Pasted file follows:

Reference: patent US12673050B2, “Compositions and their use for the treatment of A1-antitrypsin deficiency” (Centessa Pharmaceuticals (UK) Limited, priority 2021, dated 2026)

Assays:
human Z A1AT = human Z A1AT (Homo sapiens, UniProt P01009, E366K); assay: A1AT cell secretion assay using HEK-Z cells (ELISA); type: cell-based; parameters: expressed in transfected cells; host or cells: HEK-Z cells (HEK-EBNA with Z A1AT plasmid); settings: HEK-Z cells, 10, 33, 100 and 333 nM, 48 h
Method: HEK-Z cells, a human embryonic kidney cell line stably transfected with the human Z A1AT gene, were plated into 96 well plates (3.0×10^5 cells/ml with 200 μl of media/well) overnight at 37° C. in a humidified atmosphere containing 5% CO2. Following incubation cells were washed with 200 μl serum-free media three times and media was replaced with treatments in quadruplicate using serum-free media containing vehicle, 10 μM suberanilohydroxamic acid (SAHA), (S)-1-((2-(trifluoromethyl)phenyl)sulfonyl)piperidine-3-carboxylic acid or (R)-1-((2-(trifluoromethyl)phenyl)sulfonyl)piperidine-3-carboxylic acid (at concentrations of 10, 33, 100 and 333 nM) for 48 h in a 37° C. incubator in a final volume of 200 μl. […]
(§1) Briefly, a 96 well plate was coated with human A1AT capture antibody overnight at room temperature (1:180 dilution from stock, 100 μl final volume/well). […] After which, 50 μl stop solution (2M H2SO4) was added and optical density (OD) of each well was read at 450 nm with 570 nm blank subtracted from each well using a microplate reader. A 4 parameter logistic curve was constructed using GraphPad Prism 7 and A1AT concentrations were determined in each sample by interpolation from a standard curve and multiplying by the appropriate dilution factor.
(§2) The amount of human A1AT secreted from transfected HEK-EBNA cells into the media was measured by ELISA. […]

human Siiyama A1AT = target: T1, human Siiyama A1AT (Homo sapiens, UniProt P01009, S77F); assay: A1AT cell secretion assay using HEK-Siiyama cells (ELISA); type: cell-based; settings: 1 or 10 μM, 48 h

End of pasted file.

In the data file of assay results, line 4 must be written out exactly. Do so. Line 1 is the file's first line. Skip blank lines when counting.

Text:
Method: HEK-Z cells, a human embryonic kidney cell line stably transfected with the human Z A1AT gene, were plated into 96 well plates (3.0×10^5 cells/ml with 200 μl of media/well) overnight at 37° C. in a humidified atmosphere containing 5% CO2. Following incubation cells were washed with 200 μl serum-free media three times and media was replaced with treatments in quadruplicate using serum-free media containing vehicle, 10 μM suberanilohydroxamic acid (SAHA), (S)-1-((2-(trifluoromethyl)phenyl)sulfonyl)piperidine-3-carboxylic acid or (R)-1-((2-(trifluoromethyl)phenyl)sulfonyl)piperidine-3-carboxylic acid (at concentrations of 10, 33, 100 and 333 nM) for 48 h in a 37° C. incubator in a final volume of 200 μl. […]